Might their encounter become a “Saturday Night Live” sketch? By leaking White House-recorded video of the exchange before Sunday night’s broadcast of the venerable CBS newsmagazine, perhaps Trump was hoping for just that sort of outcome — an opportunity for a sendup, on the off-chance that his shamefully petulant behavior toward Stahl and her crew might be seen as a clever triumph over the media.
SNL didn’t take the bait, choosing to cold-open Saturday’s episode in its customary, election-year way, with a sketch about last week’s final debate between the president (played by Alec Baldwin, who has made it clear to the world that this duty to the resistance has grown tiresome) and Democratic nominee Joe Biden (played by Jim Carrey, in a marquee stunt-casting that has brought less than hilarious results).
Sometimes, however, one can almost sense SNL and “60 Minutes” in a kind of age-old weekend volley. They are two of TV’s oldest institutions (having premiered in 1975 and 1968, respectively), yet together they retain a surprising vitality and relevance in this chaotic 21st-century presidential campaign. The more things change, the more they stay the same: America still looks to “60 Minutes” to get to the bottom of things, and it looks to SNL for a reminder to laugh, no matter how bad things may seem.
In their respective roles, however, only one of these shows is looking like a success right now. “60 Minutes” has delivered timely and highly informative reports this fall on the coronavirus pandemic, as well as eye-opening stories on the climate, the border wall, voter suppression and an exclusive interview with Russian opposition leader Alexei Navalny as he recovers from a poisoning attack. (And let us not forget that great piece about grizzly bears in Montana.) Through its network’s ups and downs, “60 Minutes” remains essential weekly viewing.
SNL, meanwhile, faces the mighty challenge of keeping its show “live from New York” while not spreading the novel coronavirus to its performers, crew and audience — something that to any sane viewer looks almost impossible to do, if only because comedy, by its very nature, is so physical and intimate, and because Studio 8H has never been anyone’s idea of a roomy, well-ventilated environment. SNL has clearly struggled to come up with original and funny material since its Oct. 3 season premiere, running through its usual motions at half-speed. (“My Mom Married Kenan Thompson,” anyone? Anyone?)
Yet, whether out of habit or eternal hope, SNL’s viewers return each week in much the same way that “60 Minutes” viewers are lured by that ticking stopwatch — the promise of reliability. Given so many other ways to inform and entertain ourselves, these final days of the campaign give way to ancient rituals: What part of the debate will “Saturday Night Live” make fun of? What will the candidates say in their “60 Minutes” interviews?
Stahl’s interview with Trump was a snit fit before it ever really started, with the president interrupting and snapping at the correspondent, ducking her questions the same way he ducked beneath the show’s lighting rigs on his swift exit from the White House’s Roosevelt Room — petulance from a prickly president whose supposed mastery of message has gone limp.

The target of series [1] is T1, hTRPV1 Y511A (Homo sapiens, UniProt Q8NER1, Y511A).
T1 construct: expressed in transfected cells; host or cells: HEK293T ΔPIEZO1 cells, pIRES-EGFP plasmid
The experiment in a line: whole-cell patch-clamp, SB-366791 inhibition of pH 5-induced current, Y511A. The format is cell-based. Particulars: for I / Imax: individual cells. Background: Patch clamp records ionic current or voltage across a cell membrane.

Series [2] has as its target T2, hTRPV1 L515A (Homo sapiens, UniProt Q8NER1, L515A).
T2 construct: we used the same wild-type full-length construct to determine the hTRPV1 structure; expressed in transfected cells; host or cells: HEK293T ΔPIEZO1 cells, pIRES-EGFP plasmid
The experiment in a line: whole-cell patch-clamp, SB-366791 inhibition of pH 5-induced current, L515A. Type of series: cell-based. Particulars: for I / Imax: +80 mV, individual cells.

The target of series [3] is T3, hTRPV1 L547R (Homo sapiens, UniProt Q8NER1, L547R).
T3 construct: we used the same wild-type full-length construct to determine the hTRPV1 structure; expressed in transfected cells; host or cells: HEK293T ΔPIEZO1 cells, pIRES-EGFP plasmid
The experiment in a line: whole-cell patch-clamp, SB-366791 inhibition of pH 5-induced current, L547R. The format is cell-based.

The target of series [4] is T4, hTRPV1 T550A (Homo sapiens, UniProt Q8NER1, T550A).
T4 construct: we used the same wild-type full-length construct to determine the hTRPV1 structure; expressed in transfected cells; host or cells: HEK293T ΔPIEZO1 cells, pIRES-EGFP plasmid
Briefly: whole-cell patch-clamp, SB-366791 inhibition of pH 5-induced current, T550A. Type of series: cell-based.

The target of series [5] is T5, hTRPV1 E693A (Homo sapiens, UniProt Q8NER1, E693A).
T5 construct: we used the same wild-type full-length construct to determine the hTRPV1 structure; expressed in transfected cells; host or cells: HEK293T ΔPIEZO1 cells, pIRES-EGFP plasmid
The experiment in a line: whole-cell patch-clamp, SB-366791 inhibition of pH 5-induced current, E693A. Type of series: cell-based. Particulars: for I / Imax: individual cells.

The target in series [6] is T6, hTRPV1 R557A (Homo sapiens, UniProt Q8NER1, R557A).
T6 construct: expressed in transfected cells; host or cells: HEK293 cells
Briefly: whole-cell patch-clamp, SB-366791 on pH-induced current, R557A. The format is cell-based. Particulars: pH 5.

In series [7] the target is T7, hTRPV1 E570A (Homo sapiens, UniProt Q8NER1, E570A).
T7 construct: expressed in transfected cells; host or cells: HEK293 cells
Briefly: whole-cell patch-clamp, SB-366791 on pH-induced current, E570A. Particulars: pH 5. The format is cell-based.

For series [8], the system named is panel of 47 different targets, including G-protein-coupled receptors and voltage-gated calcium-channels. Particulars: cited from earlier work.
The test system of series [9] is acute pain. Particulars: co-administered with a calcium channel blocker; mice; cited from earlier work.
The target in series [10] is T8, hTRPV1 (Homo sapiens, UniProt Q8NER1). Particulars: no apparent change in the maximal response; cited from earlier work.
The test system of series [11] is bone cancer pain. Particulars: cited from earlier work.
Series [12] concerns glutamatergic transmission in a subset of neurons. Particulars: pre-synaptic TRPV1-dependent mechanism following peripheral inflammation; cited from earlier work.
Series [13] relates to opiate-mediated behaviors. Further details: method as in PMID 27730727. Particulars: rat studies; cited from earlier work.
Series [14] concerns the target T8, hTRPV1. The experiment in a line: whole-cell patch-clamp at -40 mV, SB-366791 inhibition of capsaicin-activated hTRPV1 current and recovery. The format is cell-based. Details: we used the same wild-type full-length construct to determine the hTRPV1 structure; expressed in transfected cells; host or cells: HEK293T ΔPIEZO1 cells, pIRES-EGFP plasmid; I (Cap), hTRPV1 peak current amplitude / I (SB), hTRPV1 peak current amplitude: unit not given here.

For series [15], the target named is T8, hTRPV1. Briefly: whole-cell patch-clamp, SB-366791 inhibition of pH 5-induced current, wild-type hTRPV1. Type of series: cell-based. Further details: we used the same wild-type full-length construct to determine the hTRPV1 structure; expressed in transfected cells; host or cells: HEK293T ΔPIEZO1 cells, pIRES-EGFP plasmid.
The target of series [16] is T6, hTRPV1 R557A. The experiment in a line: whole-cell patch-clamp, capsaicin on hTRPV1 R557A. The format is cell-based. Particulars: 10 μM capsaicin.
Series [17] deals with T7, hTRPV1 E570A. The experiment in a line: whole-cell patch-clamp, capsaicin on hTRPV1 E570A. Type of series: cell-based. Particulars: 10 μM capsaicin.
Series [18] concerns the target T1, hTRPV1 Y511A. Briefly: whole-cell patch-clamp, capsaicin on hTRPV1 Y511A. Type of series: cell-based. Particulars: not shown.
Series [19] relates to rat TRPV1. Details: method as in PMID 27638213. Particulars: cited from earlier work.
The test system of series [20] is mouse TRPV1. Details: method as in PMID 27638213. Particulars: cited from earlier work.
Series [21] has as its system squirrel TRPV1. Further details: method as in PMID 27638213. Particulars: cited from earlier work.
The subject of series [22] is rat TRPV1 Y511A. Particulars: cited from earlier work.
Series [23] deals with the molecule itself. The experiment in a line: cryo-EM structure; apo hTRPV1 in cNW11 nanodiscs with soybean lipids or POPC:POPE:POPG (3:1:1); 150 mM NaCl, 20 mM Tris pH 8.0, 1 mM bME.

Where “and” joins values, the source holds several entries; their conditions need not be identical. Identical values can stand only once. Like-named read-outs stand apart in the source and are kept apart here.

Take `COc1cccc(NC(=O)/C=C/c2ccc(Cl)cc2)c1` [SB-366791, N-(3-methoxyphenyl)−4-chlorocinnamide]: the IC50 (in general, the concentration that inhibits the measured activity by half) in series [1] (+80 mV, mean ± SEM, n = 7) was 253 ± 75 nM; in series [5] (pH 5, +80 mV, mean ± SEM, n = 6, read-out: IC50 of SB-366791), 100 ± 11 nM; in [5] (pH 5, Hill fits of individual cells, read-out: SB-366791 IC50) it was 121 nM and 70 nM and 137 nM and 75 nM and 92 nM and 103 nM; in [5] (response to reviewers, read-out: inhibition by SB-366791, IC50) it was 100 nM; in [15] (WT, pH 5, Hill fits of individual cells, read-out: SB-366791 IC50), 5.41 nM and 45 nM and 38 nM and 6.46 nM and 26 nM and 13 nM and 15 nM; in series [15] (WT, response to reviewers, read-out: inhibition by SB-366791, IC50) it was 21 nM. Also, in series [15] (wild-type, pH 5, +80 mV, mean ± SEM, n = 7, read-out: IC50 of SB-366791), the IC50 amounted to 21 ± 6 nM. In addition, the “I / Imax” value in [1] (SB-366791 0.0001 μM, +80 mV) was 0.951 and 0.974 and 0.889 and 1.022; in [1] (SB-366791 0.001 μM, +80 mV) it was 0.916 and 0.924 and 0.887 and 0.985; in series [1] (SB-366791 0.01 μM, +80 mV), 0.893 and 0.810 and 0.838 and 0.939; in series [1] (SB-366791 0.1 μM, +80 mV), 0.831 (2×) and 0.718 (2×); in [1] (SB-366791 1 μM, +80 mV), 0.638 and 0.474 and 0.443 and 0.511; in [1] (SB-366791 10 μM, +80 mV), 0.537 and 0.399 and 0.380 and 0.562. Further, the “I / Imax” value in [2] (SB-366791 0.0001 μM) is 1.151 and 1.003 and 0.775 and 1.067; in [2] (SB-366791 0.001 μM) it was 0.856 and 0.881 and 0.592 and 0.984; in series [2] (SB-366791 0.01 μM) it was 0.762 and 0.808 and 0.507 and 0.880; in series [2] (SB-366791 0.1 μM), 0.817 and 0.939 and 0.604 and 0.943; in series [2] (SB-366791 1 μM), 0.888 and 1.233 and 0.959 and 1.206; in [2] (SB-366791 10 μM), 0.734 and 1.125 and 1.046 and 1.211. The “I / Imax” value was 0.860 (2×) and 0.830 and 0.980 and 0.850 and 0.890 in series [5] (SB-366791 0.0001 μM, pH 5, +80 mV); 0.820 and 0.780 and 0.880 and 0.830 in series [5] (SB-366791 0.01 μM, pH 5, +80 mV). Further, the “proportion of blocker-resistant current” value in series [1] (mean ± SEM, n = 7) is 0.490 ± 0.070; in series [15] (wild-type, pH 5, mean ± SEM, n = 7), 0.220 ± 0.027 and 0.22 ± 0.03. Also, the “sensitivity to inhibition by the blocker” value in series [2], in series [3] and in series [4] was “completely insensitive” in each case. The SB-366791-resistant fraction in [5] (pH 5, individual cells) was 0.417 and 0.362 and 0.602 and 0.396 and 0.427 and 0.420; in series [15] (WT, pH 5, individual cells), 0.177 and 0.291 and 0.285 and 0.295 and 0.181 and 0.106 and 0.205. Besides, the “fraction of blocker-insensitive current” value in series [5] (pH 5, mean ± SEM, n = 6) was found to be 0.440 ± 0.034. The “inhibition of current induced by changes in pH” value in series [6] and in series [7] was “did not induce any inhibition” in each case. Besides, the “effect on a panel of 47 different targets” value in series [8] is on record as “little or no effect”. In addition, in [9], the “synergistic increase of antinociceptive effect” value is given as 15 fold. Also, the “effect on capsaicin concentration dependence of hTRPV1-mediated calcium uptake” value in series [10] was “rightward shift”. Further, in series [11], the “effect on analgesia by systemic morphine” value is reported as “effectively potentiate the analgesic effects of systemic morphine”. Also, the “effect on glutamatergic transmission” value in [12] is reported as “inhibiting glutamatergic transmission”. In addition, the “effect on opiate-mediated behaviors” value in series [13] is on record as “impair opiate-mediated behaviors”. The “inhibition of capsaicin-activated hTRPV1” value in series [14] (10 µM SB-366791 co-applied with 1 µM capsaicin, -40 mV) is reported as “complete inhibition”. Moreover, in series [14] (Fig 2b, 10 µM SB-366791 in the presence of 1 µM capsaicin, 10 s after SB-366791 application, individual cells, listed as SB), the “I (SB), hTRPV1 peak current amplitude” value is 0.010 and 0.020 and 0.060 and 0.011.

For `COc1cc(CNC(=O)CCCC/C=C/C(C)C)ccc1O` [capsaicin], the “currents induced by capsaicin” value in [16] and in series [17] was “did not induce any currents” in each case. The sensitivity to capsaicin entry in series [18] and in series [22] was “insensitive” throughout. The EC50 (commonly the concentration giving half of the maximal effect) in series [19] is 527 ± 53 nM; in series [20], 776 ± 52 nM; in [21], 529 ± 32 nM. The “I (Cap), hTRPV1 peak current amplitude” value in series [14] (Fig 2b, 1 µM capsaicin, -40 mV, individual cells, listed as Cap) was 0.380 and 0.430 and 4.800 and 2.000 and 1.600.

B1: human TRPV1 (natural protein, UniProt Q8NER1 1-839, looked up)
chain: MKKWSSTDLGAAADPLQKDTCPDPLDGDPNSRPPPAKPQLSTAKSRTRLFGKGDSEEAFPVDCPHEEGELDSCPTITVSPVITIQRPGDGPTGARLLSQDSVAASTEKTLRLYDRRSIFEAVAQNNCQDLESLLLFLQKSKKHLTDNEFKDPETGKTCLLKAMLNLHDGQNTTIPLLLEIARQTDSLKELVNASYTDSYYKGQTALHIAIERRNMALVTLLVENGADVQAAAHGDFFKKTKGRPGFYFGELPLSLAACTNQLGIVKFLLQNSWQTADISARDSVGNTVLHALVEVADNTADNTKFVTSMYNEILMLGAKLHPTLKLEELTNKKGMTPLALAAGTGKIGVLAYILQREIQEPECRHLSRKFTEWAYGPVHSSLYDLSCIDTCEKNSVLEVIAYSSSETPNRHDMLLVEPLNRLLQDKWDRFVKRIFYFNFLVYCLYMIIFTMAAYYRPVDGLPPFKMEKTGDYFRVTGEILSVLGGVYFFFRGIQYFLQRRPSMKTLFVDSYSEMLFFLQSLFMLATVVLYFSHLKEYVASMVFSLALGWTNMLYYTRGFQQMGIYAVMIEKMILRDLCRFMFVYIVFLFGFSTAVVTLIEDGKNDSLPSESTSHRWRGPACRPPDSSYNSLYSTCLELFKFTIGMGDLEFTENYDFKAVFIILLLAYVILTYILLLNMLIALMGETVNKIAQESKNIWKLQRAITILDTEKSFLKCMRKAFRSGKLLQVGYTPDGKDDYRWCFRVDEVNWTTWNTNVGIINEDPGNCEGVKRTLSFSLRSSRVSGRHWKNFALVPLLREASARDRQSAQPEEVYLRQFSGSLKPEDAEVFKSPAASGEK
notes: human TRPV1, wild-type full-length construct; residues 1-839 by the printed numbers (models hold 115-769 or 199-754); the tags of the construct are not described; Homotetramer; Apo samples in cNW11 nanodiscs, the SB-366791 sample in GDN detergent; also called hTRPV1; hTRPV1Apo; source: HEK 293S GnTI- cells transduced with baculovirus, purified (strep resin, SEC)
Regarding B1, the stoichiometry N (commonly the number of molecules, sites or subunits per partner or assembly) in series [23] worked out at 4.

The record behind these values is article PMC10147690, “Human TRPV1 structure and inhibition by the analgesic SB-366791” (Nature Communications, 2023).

Trump, always the martyr, insisted that “60 Minutes” would only lob softballs at Biden, who was scheduled to be interviewed on the same episode — itself a tradition during a presidential campaign season’s penultimate Sunday, when the show grills both candidates.
Fittingly, CBS Evening News anchor Norah O’Donnell brought out tough questions for Biden and often wouldn’t settle for his easiest replies. The interview covered court-packing, tax increases, the economy, China and unsubstantiated rumors about Hunter Biden’s business dealings. Biden misspoke when answering a couple questions, which “60 Minutes” caught, but in marked contrast to Trump, he answered all of them like a grown-up. The absurd humor in all of this once again makes itself known — no SNL needed.
One watches the president abruptly flee from Stahl (handing her a ratings boost, as well as lasting proof that he could never tolerate difficult questions) and wonders how he, a television addict, can really know so little about television history: Has anyone, in the 52-year run of “60 Minutes,” ever come out ahead by trying to dodge the cameras? Viewers have seen this behavior for decades in a “60 Minutes” rogues’ gallery of cretins — the hands thrust in futility in front of the camera lens, the rush to lock the car door and roll up the windows. The “60 Minutes” bad guy is his own sort of cliche.
As SNL’s Kate McKinnon said during one of the show’s rare moments of brilliance this season, as “Weekend Update” health expert Dr. Wayne Wenowdis: We know dis.
We know this, thanks in part to all that SNL has taught us about spotting a phony. As far back as a “60 Minutes” SNL sketch in 1984, Martin Short hilariously played Nathan Thurm, the nervous, hyper-defensive attorney representing a sweatshop that manufactured defective novelty toys.
Thurm tried to fend off Mike Wallace (played by Harry Shearer) by stalling, obfuscating, denying: “So what are you saying?” “Why would you say that?” (“Is it me?” Thurm asks the camera directly. “It’s not me, it’s him, right?”)
The president may have thought he played tough with “60 Minutes” on Sunday night, but he wound up doing his own impression of Nathan Thurm: “You’re so negative, you’re so negative,” Trump taunted Stahl, unintentionally echoing some of Thurm’s strategy, mostly by trying to discredit the journalist’s intent.
“Why are you pointing the finger at other people all the time? Why don’t you point the finger at yourself?”
Who said it? Trump or Thurm?
Longtime viewers of both shows will know.
60 Minutes (one hour) airs Sundays at 7 p.m. (later with football delays) on CBS.
Saturday Night Live (90 minutes) airs Saturdays at 11:30 p.m. on NBC.